The Chinese government is promoting Christianity with Chinese characteristics as a way to harness the rapid expansion of Protestantism in China. At a seminar in Shanghai on Chinese-influenced Christianity, State Administration for Religious Affairs Director Wang Zuoan said, "Chinese Christian theology should adapt to China's national condition and integrate with Chinese culture," according to the official English-language China Daily. Wang's comments came in the middle of a five-year program sponsored by the so-called two organizations — the China Christian Council and the Three-Self Patriotic Movement — to promote Christian theology in China. The two organizations serve as umbrellas for Protestant churches in China. The latter emerged in the 1950s as a way to indigenize Chinese Christianity and remove overt Western influence.
Despite common misconceptions abroad, Christianity is neither illegal nor forbidden in China. The Bible is printed and distributed in Chinese, licensed Christian churches can operate, and both Catholicism and Protestantism claim many members. The Chinese government does keep a close eye on the spread of Christianity, proscribes certain proselytizing activities and does not allow the formal Roman Catholic Church to operate. The official Chinese Catholic Church does not recognize the authority of the pope, primarily because the Communist Party of China is concerned that an external authority for a broad spectrum of its own citizens could challenge the Party's authority. Nonetheless, by many accounts there are as many underground Catholics in China who recognize the pope as there are members of the official Chinese Catholic Church.
Beijing also keeps a close eye on the emergence of indigenous sects of Christianity. In part, this reflects concerns that indigenous sects could grow into movements that challenge the authority of the Party — that the sects are, in a way, a protest vote against Communist leadership at the local or national level. The concern also stems from the emergence in some parts of China of semi-Christian cults, which have been known to sow social disorder with expanded outreach in underdeveloped rural regions.
Beijing's concerns have historical roots in strong suspicions of foreign missionaries and invading powers and in deep-seated anxieties that those religious movements created during times of political or economic weakness could trigger large-scale social upheaval or represent an alternative authority. The White Lotus and the Taiping rebellions both stemmed from political-religious movements, and the Boxer Rebellion, which triggered significant clashes with foreign powers, was an anti-Christian and anti-Western movement initially exploited by the Chinese government. More recently, the Falun Gong, which emerged in the late 1990s, was seen as a direct challenge to central Party authority, particularly for its ability to rally support from across geographic and social and economic spheres. And Beijing has long sought to weaken the political and religious power of Tibetan Buddhism and the Dalai Lama.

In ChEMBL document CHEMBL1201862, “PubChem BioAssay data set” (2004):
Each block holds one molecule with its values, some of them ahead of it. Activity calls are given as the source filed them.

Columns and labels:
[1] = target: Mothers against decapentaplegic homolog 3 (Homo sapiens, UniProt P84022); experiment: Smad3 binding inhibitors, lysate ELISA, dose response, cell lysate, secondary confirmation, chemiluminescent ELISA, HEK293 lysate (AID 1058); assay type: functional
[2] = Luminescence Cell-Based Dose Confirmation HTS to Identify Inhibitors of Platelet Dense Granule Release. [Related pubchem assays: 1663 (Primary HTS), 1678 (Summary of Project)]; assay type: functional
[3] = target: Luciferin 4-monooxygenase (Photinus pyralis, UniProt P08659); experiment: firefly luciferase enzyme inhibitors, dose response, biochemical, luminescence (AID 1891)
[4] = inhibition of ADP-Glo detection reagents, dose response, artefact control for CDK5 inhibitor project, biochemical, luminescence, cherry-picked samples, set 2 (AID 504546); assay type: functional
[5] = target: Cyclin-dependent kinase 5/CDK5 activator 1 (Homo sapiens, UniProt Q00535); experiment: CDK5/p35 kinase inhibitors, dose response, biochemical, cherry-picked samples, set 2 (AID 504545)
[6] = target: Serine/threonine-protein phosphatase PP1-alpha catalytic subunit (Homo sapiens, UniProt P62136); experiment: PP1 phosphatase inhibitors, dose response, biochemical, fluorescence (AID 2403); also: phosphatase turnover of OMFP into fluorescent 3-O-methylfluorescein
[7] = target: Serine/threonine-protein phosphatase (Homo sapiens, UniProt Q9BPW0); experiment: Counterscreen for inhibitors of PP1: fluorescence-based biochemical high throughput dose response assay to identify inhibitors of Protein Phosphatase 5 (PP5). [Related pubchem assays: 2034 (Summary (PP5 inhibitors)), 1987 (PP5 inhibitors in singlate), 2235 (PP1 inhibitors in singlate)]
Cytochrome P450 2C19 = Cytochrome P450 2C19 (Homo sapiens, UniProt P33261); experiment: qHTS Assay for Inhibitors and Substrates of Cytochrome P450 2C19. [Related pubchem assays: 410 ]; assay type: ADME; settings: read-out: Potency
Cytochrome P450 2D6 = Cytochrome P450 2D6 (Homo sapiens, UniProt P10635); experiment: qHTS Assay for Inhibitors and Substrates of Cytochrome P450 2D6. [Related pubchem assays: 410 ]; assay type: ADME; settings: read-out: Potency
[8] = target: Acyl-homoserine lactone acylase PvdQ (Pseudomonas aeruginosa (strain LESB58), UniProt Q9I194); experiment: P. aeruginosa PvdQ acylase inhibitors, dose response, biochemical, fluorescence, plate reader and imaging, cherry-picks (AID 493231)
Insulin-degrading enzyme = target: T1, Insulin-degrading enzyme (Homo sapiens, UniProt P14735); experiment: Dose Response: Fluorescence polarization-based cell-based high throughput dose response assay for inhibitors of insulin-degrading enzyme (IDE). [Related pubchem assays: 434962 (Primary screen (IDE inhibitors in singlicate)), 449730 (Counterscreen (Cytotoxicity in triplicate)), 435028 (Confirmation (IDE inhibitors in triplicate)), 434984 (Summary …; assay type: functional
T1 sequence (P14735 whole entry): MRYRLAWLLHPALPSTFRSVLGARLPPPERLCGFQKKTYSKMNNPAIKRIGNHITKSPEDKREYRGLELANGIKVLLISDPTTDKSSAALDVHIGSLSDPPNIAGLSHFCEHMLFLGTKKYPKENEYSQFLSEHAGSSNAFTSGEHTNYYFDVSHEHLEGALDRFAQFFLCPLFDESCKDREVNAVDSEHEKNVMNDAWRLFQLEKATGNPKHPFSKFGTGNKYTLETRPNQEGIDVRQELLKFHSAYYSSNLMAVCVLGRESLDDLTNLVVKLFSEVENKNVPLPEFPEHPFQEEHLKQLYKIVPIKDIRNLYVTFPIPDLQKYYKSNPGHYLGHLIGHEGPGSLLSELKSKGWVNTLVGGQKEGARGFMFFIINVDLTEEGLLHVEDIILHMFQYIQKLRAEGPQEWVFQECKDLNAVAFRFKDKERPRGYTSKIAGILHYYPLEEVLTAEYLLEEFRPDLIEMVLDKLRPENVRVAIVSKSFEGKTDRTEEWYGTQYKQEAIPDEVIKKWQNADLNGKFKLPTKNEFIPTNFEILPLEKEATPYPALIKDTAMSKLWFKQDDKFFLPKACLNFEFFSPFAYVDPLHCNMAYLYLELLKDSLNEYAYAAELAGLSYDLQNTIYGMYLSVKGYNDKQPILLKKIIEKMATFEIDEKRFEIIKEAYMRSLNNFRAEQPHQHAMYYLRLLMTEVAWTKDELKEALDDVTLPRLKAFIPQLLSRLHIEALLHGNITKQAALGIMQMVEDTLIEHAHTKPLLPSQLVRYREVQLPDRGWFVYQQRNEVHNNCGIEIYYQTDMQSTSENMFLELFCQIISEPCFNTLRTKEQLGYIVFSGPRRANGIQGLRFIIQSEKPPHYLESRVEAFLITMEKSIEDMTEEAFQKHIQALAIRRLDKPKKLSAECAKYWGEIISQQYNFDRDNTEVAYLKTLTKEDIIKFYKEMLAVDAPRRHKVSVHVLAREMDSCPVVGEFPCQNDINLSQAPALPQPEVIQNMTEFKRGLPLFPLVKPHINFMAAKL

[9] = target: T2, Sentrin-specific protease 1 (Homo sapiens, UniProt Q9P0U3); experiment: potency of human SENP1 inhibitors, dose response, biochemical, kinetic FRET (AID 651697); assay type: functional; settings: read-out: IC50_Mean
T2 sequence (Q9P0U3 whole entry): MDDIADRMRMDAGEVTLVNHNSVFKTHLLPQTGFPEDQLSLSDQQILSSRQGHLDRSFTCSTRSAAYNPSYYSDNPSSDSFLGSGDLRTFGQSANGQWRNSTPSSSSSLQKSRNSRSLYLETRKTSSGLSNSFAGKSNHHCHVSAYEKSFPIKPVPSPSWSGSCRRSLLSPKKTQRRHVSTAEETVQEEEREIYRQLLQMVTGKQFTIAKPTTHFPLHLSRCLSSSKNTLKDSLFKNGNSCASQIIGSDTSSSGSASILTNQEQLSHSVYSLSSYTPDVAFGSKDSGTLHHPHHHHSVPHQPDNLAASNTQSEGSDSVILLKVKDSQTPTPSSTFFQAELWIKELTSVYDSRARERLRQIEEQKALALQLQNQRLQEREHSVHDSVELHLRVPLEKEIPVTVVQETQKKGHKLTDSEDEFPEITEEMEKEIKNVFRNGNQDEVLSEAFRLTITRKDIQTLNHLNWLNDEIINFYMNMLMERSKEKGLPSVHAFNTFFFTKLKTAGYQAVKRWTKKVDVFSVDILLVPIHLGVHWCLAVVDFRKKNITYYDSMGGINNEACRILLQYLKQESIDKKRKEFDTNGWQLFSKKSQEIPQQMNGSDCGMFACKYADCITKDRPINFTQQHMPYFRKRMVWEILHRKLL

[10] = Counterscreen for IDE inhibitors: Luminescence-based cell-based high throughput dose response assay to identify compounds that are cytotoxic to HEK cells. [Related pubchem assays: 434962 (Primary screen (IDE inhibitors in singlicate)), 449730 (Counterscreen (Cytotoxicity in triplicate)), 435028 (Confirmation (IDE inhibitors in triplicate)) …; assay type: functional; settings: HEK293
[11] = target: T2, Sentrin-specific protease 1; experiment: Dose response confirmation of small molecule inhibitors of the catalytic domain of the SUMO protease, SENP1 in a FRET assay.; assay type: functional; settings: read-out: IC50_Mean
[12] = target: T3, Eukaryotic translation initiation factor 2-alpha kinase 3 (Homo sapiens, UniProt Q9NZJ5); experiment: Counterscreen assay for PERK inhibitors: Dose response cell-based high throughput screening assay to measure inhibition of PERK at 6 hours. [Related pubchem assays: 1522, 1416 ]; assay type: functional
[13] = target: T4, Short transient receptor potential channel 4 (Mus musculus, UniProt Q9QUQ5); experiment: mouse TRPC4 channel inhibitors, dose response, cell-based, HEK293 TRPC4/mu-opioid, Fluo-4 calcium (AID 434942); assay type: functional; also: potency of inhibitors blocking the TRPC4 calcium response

For Beijing, religion is not seen solely as a personal moral or spiritual decision. Organized religion is seen as something that can rally support, build connections and potentially create a center of power opposed to, or at least not aligned with, the Communist Party. Yet Beijing also recognizes the very real value of religious or spiritual ideals in society. Christian missionaries initiated many of China's early institutions of higher learning and medical hospitals, and religious organizations serve strong social security functions, providing services for orphans, the poor and other elements on the fringe of society. Religion also provides a moral framework that can reduce the likelihood of widespread unrest. It promotes satisfaction with the current life, a focus on social service, and a moral code that shuns corruption, greed and disorder. In short, religion can serve to mollify the masses and to soften the potential for unrest in the face of weakening economic performance.
But China is cautious of simply embracing religion for fear of allowing religious organizations, particularly those led from overseas, to garner too much influence or control. The Communist Party of China is a jealous leader and brooks no competition. Therefore, it is aiming to ensure that Christianity and other religions can operate in line with the Party's continued leadership, do not rise up against government policies and, most important, do not consider Western ideas, morals and norms as superior to China's. As the Communist Party of China's moral authority has declined in China, little has emerged to fill the gap. Religion can provide some guidance, but the Party is also seeking to harness a greater force: Chinese nationalism and history as alternative sources of legitimacy. By emphasizing the extent of Chinese history, invention and philosophy, the Party is seeking to reduce the sense of need to seek such guidance and ideals elsewhere.
China has already created its own version of the Catholic Church, as well as a Party-approved version of Tibetan Buddhism. Beijing has tacitly promoted Taoism, one of the few truly Chinese-developed spiritual movements. But Beijing has seen that the rapid expansion of Protestantism is something that the Party is unlikely to stop. Instead, the leadership is seeking to harness it and ensure that it does not provide a framework for anti-Party forces to gain strength and cohesion.
In the end, China's leaders recognize the value of Christianity as a moral driver of society but also are concerned about foreign interference or exploitation. By creating their own Protestant orthodoxy, as they created their own Catholicism, they can gain the benefits of a passive society without the risk of foreign exploitation — at least theoretically.